Foster had the book on UVA right from the get go. Even on first down (usually the most unpredictable down), the Hokies had their safeties aggressively charging into the box when Virginia ran, but often on passing plays those same safeties completely discounted the possibility of the run. Here are two first down plays where Virginia's formation triggered significantly different reactions by the Hokies' defense.
First, Virginia runs an isolation play from the diamond formation.
Reinkensmeyer drives Settle outside, while Montelus tries to do the same to Walker. Again, Edmunds quickly recognizes the play and fills the gap before H-Back Alec Shifflett (No. 49) can isolate on him. Walker quickly sheds Montelus' block to support along with Andrew Motuapuaka. Note how quickly Ladler and Floyd fly into the box without hesitation. They quickly diagnosed run all the way.
Second, Virginia is aligned in a trips formation to the field-side. At the snap, the Hokies' linebackers and safeties all drop into coverage. Ladler and Newsome play short zones, and Stroman and Floyd (rotating over the top from the boundary) are deep. Note how both linebackers immediately drop into coverage with zero attention to a potential run.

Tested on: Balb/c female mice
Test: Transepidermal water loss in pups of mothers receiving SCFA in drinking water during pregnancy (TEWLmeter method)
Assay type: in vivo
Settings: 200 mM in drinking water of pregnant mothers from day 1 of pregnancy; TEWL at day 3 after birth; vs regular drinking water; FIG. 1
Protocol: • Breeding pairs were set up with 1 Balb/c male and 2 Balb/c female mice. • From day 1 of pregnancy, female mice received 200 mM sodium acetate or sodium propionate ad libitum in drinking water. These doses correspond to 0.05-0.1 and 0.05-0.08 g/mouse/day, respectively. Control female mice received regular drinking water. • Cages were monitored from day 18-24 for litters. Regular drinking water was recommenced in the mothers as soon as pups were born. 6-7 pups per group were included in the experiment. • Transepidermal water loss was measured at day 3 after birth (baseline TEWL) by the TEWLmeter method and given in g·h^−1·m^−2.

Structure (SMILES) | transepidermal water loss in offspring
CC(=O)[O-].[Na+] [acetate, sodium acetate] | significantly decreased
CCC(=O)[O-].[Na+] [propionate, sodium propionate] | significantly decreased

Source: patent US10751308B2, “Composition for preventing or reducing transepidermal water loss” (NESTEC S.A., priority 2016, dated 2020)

Up front, Settle and Walker execute a twist stunt. Settle crashes through the A-gap and picks off three Virginia blockers. Walker cuts off Settle's pick and runs right into Benkert's escape lane. Gaines collapses back to the inside to finish off Benkert.
This outstanding recognition happened time and time again. When the Hokies weren't winning with recognition and scheme, Walker, Settle, and Edmunds repeatedly made the kind of plays that will make the NFL take notice. Here, Walker single-handedly shuts down a quarterback draw by shedding a turn out attempt by Montelus.